The recommendations coming from the High-Level Group (HLG) on health sector to the fifteenth finance commission was ideated to evaluate existing frameworks on healthcare, suggest ways to improve and optimise budgetary allocation and spending and also to look at best practices globally in healthcare which could possibly be emulated in an Indian setting.
The mention to declare Right to Health at the 75th Independence Day as a fundamental right is duly welcomed, although long overdue which popular governments in the past did not see the real need to, due to other conflicting priorities which faced the nation state. However, we could also argue that healthcare was never a human fundamental right, because the Indian vote bank never voted on healthcare as an issue of electoral importance.
HLG went on to suggest introduction of short courses at an MBBS level and also tweaking the nature of the course, thereby making it competency based, which some universities have already implemented through borrowed learning.
What remains of reasonable concern is the fact to make undergraduate teaching confined to residential campuses. We cannot build doctors of tomorrow by confining them to residential campuses. It is but important to would be doctors to inspect, palpate and auscultate and appreciate human life in motion throughout their formative years.
The HLG goes on to recommend that private medical hospitals having DNB courses must be given tax incentive. Wisdom would question the merit of the same? Private medical hospitals want to utilise a work force through the interpretation of DNB curriculum, charge the candidates in the name of fees, not engage senior doctors in poor patient care but rather operate through the DNB – trainees and then claim tax deduction from Government?
I find it rather strange where the HLG talks about faculties in medical colleges not be allowed to do private practice, nevertheless historically government medical college doctors were required not to do private practice, yet we see clinics all around the place with absolutely no action been taken in all these years till date.
Importantly, why I feel the HLG needs re-thinking is because the ideas remain obsolete, disconnected from modern day realities and shows no signs of leap-frogging the healthcare sector with innovation and inter-sectoral co-ordination.
Indian Medical Services which existed in British India continues to be buried with the history of time with no one being able to envision the bright side of what it could do to the healthcare sector. District Health Officers today are appointed based on political closeness and not on merit, many of them are unable to interpret guidelines, use discretion and build the spirit of collaborations. For India’s public health to get a boost, this needs to change, and change soon.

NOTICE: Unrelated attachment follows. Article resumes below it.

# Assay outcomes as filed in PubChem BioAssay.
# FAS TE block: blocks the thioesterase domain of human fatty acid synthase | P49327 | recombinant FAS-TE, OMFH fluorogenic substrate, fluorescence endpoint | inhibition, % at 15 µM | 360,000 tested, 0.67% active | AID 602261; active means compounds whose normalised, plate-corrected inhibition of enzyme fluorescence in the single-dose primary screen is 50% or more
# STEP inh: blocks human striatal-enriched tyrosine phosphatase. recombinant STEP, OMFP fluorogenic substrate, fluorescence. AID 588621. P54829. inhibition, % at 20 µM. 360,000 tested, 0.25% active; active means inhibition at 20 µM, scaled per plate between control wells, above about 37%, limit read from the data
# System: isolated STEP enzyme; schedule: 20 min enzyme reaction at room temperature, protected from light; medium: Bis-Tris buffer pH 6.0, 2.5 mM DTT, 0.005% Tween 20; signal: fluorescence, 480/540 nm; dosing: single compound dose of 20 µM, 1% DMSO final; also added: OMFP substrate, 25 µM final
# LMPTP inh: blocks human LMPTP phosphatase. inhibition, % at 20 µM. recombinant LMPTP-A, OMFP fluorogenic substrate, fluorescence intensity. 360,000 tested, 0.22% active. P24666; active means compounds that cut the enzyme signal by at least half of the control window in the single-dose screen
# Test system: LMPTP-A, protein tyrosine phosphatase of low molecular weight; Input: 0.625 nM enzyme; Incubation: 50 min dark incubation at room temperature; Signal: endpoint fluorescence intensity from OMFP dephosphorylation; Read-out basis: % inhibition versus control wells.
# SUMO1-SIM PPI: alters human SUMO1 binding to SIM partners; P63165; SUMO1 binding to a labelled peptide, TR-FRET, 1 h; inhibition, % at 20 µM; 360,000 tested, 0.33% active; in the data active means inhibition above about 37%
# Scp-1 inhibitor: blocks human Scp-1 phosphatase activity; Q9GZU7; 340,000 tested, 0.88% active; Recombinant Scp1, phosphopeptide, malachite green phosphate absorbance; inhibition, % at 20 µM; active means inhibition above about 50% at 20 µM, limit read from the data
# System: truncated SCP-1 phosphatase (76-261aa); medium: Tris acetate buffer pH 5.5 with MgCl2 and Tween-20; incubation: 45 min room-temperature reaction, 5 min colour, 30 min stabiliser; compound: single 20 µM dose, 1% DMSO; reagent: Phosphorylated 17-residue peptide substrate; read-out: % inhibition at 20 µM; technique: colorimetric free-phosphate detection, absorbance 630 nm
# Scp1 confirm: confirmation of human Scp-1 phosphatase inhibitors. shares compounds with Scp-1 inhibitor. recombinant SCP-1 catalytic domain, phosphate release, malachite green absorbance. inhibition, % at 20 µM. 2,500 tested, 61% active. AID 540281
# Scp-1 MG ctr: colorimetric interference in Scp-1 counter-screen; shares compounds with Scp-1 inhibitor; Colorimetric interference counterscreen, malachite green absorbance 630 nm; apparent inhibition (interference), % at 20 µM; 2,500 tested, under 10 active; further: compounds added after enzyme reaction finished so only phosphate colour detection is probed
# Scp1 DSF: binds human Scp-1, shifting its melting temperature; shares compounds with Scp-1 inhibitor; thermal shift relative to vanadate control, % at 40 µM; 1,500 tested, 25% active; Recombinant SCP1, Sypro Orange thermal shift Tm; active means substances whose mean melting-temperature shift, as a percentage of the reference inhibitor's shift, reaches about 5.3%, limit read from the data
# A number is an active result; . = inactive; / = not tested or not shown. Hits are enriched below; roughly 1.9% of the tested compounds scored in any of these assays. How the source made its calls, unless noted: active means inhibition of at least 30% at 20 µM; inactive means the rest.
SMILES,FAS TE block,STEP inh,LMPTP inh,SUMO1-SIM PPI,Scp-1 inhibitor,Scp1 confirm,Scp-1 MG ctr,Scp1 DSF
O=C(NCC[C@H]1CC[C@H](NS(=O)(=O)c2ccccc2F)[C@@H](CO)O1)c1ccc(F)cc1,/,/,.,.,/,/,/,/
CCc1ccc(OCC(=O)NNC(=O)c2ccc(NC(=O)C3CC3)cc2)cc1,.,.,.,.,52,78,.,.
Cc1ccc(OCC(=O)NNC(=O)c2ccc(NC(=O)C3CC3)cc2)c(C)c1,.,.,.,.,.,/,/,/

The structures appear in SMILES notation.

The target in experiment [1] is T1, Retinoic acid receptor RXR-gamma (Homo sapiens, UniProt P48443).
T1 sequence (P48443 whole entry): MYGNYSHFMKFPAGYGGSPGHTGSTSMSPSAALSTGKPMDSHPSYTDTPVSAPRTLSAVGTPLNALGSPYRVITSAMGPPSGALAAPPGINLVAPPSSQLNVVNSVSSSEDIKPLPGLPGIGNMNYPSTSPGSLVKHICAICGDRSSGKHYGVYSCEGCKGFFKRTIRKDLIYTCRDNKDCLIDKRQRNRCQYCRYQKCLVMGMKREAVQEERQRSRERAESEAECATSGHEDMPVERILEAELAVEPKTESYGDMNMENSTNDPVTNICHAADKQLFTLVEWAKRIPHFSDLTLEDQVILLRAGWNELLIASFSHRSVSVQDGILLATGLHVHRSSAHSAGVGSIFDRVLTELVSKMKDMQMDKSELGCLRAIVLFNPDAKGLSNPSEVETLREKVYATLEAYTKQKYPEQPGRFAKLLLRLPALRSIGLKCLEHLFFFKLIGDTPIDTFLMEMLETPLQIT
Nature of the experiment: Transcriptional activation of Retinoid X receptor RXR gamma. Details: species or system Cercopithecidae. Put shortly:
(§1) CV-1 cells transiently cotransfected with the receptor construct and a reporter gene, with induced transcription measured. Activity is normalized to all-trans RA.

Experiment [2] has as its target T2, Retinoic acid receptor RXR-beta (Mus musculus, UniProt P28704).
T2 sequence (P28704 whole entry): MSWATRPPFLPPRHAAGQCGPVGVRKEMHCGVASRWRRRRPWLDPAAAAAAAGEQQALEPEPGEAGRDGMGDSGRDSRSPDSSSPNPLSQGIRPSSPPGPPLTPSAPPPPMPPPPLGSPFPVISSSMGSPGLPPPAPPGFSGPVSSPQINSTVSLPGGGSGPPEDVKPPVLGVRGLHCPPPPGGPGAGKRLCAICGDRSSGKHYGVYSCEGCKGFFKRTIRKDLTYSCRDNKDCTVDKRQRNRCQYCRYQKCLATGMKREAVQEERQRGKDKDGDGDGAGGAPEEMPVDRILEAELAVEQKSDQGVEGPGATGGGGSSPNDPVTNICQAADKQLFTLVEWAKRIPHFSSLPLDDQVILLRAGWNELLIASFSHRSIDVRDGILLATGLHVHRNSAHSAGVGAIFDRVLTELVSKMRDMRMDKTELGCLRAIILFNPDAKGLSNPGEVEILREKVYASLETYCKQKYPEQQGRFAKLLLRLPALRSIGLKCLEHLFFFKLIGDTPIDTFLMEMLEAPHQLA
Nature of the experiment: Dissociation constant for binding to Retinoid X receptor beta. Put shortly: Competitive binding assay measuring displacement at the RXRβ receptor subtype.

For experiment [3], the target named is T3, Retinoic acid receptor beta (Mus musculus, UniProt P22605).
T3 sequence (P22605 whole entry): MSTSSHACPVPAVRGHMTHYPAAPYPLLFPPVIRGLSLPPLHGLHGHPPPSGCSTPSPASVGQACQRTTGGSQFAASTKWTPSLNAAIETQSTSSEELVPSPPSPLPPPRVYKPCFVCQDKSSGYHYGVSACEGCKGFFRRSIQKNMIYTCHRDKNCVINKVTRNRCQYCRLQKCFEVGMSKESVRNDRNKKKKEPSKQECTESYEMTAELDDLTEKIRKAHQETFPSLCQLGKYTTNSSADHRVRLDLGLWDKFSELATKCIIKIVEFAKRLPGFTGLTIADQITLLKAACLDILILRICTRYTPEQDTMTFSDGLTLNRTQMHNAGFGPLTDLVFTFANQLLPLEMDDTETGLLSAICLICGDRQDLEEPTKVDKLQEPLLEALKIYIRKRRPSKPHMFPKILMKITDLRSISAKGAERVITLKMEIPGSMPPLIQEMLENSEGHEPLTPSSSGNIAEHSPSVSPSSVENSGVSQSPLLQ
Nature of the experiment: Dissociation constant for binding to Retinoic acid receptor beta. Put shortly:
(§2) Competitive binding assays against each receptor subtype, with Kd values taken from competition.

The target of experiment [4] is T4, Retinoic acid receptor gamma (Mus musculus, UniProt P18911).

Regretfully, the HLG does not speak about committing to Sustainable Development Goals in heart and spirit, nor paves the way for medical institutions to work on those lines. It further lacks the understanding on how civil society and non-government organizations built India brick by brick and the importance to collaborate and converge with non-government bodies in enhancing medical care. Ideas are being attempted to be emulated through forms of best practices, but we refuse to learn the importance of non-government bodies in achieving public health victories. One classic example is the fight against polio, where governments, non governments came together in shaping a new reality for humanity. The drivers of change were the powerful non-government sector of India that held the country together.
Primary healthcare gets recognized as a fundamental tenet from a rights based approach, however the most powerful discipline of community medicine remains neglected.
Infact, one of the HLG member goes on to mention that community medicine may not be required in medical college. I think those who are not qualified to speak on community medicine, must best avoid it and collaborate rather than paint across a narrative build on jargon. If India’s ill has to be bailed out, community medicine physicians are the only ones who can do it. Working together with the strong public health workforce, this has snowballing effect to work miracles in favour of India.
India needs integration in all forms and the HLG is right when they agree to restore post graduate diploma because all forms of medicine stand integral to healthcare survival of India.
HLG will need to rethink ways in which NGO sector is involved in field-based research in collaborating with academic institutions, promoting healthcare agendas of Governments and building linkages that help in community-based learning.
HLG ideally should have held state wise consultations before coming to decisions. Complex democracies like India cannot have one size fits all approach. India’s powerful resident doctors, medical students should have been consulted as they are the torch-bearers of tomorrow’s healthcare reality in India.
With 25,650 Primary Healthcare Centers, 5624 Community Health Centers, 1,56,231 sub-centers, I clearly see no need to build 3000-5000 hospitals as recommended by HLG, but rather strengthen existing massive infrastructure of the Government and integrate the rest of India with the powerful development sector institutions working at the heart of rural well-being.
India’s health systems needs a rejig with community health physicians & public health champions leading the space, focusing on quality, committing to global goals and strengthening governmental ownership in healthcare. In the end, may the conscience of India win!
About the Author:
Dr. Edmond Fernandes is the CEO of CHD Group and Senior Fellow, Atlantic Council. He is a US State Department Alumni and Member – Health Task Force, DDMA, Government of Karnataka. He can be followed on www.edmond.in or reached at firstname.lastname@example.org